Aficionados of recorded sound seek out LPs, 45rpm, and/or 78rpm records – as well as the vintage machinery to play them – all of which may be 50-60 years old these days. A somewhat smaller fraternity seeks out records and phonographs dating back a century or more. These antique “talking machines” usually wind up with a crank, and the records play without the use of electricity. With no volume or tone controls on these ancient phonographs, the music has an eerie “presence” that collectors liken to a time machine. As one enthusiastic adherent recently exclaimed, “What a splendid addiction!”
The earliest phonographs that were available to the public may be divided into two general categories: those playing disc (flat) records, and those playing cylinder records. Both formats were envisioned from the first (1877) by the inventor of the phonograph, Thomas Edison. By the mid-1890s, prices had dropped enough for middle-class families to begin buying cylinder phonographs and records, as well as the rapidly evolving disc-playing machines (called “Gramophones”) and flat records. (Nowadays, some early 1890s talking machines can be worth as much as a brand-new luxury car!) Surprisingly, the cylinder and disc formats coexisted as competing products until 1929, after which time the 78rpm disc ruled supreme until the appearance of LPs in 1948, and 45s in the following year. Even so, the venerable 78 persisted as a viable product until the late 1950s. Millions still survive in attics, basements, and barns.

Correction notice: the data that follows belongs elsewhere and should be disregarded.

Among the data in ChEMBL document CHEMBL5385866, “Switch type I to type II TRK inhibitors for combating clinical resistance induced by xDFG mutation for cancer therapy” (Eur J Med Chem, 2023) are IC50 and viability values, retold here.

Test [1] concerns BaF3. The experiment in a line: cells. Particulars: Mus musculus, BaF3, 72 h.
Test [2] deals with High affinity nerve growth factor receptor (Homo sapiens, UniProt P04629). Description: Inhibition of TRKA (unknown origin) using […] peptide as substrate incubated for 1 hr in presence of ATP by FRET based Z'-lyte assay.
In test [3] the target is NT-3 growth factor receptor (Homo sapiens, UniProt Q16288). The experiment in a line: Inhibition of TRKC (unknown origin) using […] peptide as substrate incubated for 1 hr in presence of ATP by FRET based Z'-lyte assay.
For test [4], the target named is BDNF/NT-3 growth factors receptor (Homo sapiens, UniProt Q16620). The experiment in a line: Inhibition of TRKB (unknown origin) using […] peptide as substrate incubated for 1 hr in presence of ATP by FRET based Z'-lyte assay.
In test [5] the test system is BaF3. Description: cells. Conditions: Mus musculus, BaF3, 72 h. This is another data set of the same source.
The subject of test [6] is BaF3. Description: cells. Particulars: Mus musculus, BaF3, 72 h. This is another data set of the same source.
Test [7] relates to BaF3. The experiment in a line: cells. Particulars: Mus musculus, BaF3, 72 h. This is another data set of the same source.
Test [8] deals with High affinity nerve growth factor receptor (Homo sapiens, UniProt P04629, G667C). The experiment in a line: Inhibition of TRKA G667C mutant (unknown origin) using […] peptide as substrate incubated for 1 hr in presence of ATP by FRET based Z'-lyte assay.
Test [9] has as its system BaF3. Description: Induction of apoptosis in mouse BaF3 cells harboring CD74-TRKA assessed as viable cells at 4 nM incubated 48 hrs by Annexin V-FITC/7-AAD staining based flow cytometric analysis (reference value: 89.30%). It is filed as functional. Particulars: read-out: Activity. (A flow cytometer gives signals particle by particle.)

What’s the Attraction?
As you’d expect, some collectors seek out particular music such as jazz, or certain artists such as Blind Lemon Jefferson. What might surprise you is that others buy records solely for their artifact value. For instance, most cylinder records are about 4” long and 2¼” in diameter. Variations from this configuration – and the specialized phonographs designed to play them – are avidly pursued, regardless of what may be recorded on them. Some collectors focus on the many types of phonographs available, keeping only a token few records to demonstrate their machines. Conversely, many record collectors have no interest in machinery; they purchase only those phonographs necessary to play the records in their collections. Other collectors want only cylinder type machines and records. Some collectors buy only “external horn” talking machines, similar to that seen in the famous RCA Victor trademark of Nipper listening to “His Master’s Voice.”
Still others seek out Victrola-style phonographs with “internal horns” hidden inside attractive wooden cabinets. Some enjoy salvaging their finds from a pile of rusted metal into working examples, while others purchase only fully-restored phonographs. Whether your interest is mechanical, historical, or musical, collecting antique phonographs and records offers broad appeal and fits all budgets.
Phonographs can range from the ubiquitous Edison cylinder machines and Victor tabletop Victrolas to the more exotic machines such as this 24 Cylinder Multiphone “Jukebox”.